In Metnitz, a small town in Carinthia, you can find a Danse Macabre, a painting of Death dancing with people from all kinds of classes – from the pope through the king to knights, cooks, mothers and children. Those Danse Macabres can be found all around Europe.
The one in Metnitz can be found on the outside of the church’s ossuary and is from the 15th century. The original painting was removed from the ossuary and restored and can be found in the Metnitzer Totentanzmuseum. The paintings have also been copied back onto the outside of the ossuary.
I liked the idea of a Danse Macabre and the one in Metnitz is particularly nice because it also includes text that is pretty cool. And the museum itself is so eccentric that it is worth a visit on its own.
My sister is doing a fellowship at the hospital in Newcastle (upon Tyne). Which means I had the best excuse to finally go to the UK again. So I did. ;) Surprisingly, this time I didn’t need any extra bags to bring all my shopping home with me and I didn’t only buy books but even (gasp) clothes.
But since I didn’t only shop but actually saw quite a lot, let me start at the beginning.
I really enjoyed the exhibition. I do like Magritte’s better known things as well, but it was interesting to get a look at what else he did and where he started from. And it was exactly the right length – just when I thought that I would hit brain overload pretty soon, we had reached the last room. Now that’s what I call timing.
Throughout the exhibition we also got quotes from Magritte which gave you ideas of his thought processes.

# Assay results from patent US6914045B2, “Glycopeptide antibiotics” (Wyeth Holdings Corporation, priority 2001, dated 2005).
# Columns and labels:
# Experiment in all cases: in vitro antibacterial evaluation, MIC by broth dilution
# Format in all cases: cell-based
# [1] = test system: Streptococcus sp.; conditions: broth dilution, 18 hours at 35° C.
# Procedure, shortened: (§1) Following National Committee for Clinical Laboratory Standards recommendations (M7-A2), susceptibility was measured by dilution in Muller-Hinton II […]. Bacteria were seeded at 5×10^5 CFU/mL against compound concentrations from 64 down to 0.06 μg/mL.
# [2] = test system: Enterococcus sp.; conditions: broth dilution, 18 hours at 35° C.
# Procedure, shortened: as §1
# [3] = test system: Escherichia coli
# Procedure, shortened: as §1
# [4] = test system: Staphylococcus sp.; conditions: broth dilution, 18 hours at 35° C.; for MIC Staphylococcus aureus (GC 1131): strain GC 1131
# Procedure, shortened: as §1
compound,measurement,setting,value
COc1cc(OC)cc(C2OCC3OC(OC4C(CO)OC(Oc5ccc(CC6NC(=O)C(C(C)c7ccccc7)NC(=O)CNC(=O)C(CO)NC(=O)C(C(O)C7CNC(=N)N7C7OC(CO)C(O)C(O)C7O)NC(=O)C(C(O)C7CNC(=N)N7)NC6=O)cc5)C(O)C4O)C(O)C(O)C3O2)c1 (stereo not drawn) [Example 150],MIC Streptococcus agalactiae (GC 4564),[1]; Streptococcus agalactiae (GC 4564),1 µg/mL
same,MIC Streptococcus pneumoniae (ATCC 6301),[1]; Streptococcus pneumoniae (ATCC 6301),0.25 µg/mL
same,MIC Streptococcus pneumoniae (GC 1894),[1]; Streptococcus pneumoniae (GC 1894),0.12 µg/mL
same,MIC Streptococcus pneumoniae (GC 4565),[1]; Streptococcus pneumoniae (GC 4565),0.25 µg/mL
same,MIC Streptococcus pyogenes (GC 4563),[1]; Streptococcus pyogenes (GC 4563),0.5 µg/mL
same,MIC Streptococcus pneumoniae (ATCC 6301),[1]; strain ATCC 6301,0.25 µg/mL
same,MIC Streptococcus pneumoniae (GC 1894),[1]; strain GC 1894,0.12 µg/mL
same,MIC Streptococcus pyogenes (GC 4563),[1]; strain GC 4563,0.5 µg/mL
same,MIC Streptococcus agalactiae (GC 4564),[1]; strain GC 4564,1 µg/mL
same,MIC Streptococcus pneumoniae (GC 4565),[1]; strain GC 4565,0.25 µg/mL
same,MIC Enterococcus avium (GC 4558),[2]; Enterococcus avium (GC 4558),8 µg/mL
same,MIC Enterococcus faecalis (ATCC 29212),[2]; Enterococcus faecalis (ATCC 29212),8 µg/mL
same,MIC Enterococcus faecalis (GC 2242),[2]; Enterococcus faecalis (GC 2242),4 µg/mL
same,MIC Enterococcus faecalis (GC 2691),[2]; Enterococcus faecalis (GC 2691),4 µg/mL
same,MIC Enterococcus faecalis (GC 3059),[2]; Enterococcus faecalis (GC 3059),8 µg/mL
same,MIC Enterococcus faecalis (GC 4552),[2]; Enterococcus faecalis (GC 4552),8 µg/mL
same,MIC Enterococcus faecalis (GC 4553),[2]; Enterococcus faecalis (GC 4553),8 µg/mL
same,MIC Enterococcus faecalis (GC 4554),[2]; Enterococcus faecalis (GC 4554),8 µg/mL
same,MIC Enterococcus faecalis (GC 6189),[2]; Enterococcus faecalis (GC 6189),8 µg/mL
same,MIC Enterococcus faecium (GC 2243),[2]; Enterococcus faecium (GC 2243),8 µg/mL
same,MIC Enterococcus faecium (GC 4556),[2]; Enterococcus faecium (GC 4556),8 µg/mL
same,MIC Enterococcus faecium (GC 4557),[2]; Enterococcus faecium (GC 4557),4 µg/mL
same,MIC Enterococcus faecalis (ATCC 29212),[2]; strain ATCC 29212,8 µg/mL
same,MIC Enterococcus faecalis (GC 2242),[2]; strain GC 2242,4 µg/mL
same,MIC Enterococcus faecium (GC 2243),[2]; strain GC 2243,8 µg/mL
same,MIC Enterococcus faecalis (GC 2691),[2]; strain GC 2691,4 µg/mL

This is how we see the world. We see it outside ourselves and yet we have an image of it inside ourselves.
Or sometimes just wonderful phrases like “topicality of the present”:
I hate my past and that of others. I had resignation, professional heroism, and all obligatory suavities. I hate the decorative arts, folklore, and advertising. I hate the odour of naphthalene and the topicality of the present. I like subtle humour, freckles, long hair on women, the laughter of children, a girl running in the street. I wish for myself true love and the impossible. I long for phantasms.
An excellent exhibition.
Find my favorite pieces to get a small walk-through of the exhibition. You can also go see it for another 6 days at the Albertina.
As every year, deadra and me headed to the World Press Photo exhibition. The photos were very impressive again and I had to fight tears a couple of times. [Sometimes I really am too touchy. Or to put a positive spin on it: boy, am I empathic.] While that is one of the reasons I don’t really follow the news regularly, it’s a good thing that at least this exhibition catches me up on important things once a year.
It seemed that there were less nature photos this year than usual, but that’s just a minor sidenote – generally the photos were brilliant.
The exhibition shows Salvador Dalí in relation to other artists. In fact, there is mostly art from the other artists and very little from Dalí himself. Though the walls in the entrance area are covered with quotes by Dalí and since he’s got some great quotes, that’s pretty awesome. And there was the illustrations for the Maldoror Songs which were interesting, though definitely not my favorite Dalí drawings..
It’s a very short exhibition and if I hadn’t seen it in combination with the Space one, I probably would have been slightly disappointed and annoyed by that. As it was, it was a very good second course.
Also, coolest bit of trivia I learned: Dalí started signing empty sheets of paper and those still keep turning up as forgeries. (According to wikipedia, he was forced to do so. The exhibition didn’t mention that part.)
Space. About a Dream was an exhibition at the Kunsthalle Wien. Taking the 50th anniversary of the Yuri Gagarin‘s flight into space as the occasion, the exhibition looks at how space has inspired us – in art, dream and science. There are paintings, videos and installations.